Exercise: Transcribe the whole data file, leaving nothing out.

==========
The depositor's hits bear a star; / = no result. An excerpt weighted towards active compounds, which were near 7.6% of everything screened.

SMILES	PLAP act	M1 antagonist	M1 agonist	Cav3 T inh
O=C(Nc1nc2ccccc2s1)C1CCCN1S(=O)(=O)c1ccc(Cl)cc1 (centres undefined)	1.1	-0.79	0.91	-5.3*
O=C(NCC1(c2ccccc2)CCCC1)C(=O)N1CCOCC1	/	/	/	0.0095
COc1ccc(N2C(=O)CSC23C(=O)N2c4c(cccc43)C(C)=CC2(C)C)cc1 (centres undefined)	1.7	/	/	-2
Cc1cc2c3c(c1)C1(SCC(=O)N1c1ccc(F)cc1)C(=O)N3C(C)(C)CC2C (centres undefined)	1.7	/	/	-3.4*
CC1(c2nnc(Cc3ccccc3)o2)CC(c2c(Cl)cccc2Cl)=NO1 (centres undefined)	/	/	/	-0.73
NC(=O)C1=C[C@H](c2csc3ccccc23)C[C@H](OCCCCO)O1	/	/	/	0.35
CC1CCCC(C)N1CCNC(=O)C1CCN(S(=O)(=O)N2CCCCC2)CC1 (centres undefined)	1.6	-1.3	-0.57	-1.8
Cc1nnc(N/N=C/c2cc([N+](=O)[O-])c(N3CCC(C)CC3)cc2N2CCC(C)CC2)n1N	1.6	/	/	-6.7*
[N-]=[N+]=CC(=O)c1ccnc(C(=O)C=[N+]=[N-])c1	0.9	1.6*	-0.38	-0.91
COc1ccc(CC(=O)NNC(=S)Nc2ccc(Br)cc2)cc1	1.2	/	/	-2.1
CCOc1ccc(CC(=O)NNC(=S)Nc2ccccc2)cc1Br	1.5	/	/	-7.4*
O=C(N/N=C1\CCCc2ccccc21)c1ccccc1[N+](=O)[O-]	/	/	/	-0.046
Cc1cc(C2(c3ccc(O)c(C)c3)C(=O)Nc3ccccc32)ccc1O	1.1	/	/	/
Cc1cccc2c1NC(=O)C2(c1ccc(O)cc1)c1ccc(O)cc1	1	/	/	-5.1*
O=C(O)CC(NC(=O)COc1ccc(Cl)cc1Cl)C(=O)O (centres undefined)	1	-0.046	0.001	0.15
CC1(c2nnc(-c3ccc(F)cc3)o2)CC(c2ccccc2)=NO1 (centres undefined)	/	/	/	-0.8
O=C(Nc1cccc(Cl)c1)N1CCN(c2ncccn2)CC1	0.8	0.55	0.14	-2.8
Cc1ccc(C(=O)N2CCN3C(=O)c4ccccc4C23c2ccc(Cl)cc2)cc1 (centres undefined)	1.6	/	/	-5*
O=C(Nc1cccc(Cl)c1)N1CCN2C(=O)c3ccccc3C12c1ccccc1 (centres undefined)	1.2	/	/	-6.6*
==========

The depositor's hits bear a star; / = no result. An excerpt weighted towards active compounds, which were near 7.6% of everything screened.

SMILES	PLAP act	M1 antagonist	M1 agonist	Cav3 T inh
O=C(Nc1nc2ccccc2s1)C1CCCN1S(=O)(=O)c1ccc(Cl)cc1 (centres undefined)	1.1	-0.79	0.91	-5.3*
O=C(NCC1(c2ccccc2)CCCC1)C(=O)N1CCOCC1	/	/	/	0.0095
COc1ccc(N2C(=O)CSC23C(=O)N2c4c(cccc43)C(C)=CC2(C)C)cc1 (centres undefined)	1.7	/	/	-2
Cc1cc2c3c(c1)C1(SCC(=O)N1c1ccc(F)cc1)C(=O)N3C(C)(C)CC2C (centres undefined)	1.7	/	/	-3.4*
CC1(c2nnc(Cc3ccccc3)o2)CC(c2c(Cl)cccc2Cl)=NO1 (centres undefined)	/	/	/	-0.73
NC(=O)C1=C[C@H](c2csc3ccccc23)C[C@H](OCCCCO)O1	/	/	/	0.35
CC1CCCC(C)N1CCNC(=O)C1CCN(S(=O)(=O)N2CCCCC2)CC1 (centres undefined)	1.6	-1.3	-0.57	-1.8
Cc1nnc(N/N=C/c2cc([N+](=O)[O-])c(N3CCC(C)CC3)cc2N2CCC(C)CC2)n1N	1.6	/	/	-6.7*
[N-]=[N+]=CC(=O)c1ccnc(C(=O)C=[N+]=[N-])c1	0.9	1.6*	-0.38	-0.91
COc1ccc(CC(=O)NNC(=S)Nc2ccc(Br)cc2)cc1	1.2	/	/	-2.1
CCOc1ccc(CC(=O)NNC(=S)Nc2ccccc2)cc1Br	1.5	/	/	-7.4*
O=C(N/N=C1\CCCc2ccccc21)c1ccccc1[N+](=O)[O-]	/	/	/	-0.046
Cc1cc(C2(c3ccc(O)c(C)c3)C(=O)Nc3ccccc32)ccc1O	1.1	/	/	/
Cc1cccc2c1NC(=O)C2(c1ccc(O)cc1)c1ccc(O)cc1	1	/	/	-5.1*
O=C(O)CC(NC(=O)COc1ccc(Cl)cc1Cl)C(=O)O (centres undefined)	1	-0.046	0.001	0.15
CC1(c2nnc(-c3ccc(F)cc3)o2)CC(c2ccccc2)=NO1 (centres undefined)	/	/	/	-0.8
O=C(Nc1cccc(Cl)c1)N1CCN(c2ncccn2)CC1	0.8	0.55	0.14	-2.8
Cc1ccc(C(=O)N2CCN3C(=O)c4ccccc4C23c2ccc(Cl)cc2)cc1 (centres undefined)	1.6	/	/	-5*
O=C(Nc1cccc(Cl)c1)N1CCN2C(=O)c3ccccc3C12c1ccccc1 (centres undefined)	1.2	/	/	-6.6*